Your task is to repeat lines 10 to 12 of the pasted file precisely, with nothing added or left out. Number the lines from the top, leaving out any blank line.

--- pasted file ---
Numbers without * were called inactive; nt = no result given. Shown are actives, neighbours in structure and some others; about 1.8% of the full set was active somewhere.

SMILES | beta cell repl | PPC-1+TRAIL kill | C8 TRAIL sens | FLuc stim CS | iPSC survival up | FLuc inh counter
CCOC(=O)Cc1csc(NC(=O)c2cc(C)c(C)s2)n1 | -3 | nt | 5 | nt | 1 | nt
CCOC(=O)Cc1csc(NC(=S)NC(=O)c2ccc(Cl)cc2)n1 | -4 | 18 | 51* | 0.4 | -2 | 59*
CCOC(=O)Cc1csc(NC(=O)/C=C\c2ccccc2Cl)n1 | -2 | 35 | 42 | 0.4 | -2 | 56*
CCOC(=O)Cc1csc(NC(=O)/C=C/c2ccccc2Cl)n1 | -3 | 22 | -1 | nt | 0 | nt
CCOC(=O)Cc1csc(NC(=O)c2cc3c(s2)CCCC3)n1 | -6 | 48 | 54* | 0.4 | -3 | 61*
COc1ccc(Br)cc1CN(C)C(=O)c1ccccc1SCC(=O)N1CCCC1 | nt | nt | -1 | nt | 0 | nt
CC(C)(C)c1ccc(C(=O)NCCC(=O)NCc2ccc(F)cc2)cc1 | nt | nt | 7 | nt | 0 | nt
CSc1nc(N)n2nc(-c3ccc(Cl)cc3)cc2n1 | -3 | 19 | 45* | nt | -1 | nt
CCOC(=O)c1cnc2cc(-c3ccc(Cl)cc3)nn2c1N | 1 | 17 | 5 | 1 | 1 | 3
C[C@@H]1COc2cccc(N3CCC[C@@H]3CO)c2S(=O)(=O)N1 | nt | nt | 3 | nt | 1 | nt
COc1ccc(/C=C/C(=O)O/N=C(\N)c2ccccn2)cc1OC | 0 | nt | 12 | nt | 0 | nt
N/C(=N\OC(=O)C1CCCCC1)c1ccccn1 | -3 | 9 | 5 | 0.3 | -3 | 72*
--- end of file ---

CSc1nc(N)n2nc(-c3ccc(Cl)cc3)cc2n1 | -3 | 19 | 45* | nt | -1 | nt
CCOC(=O)c1cnc2cc(-c3ccc(Cl)cc3)nn2c1N | 1 | 17 | 5 | 1 | 1 | 3
C[C@@H]1COc2cccc(N3CCC[C@@H]3CO)c2S(=O)(=O)N1 | nt | nt | 3 | nt | 1 | nt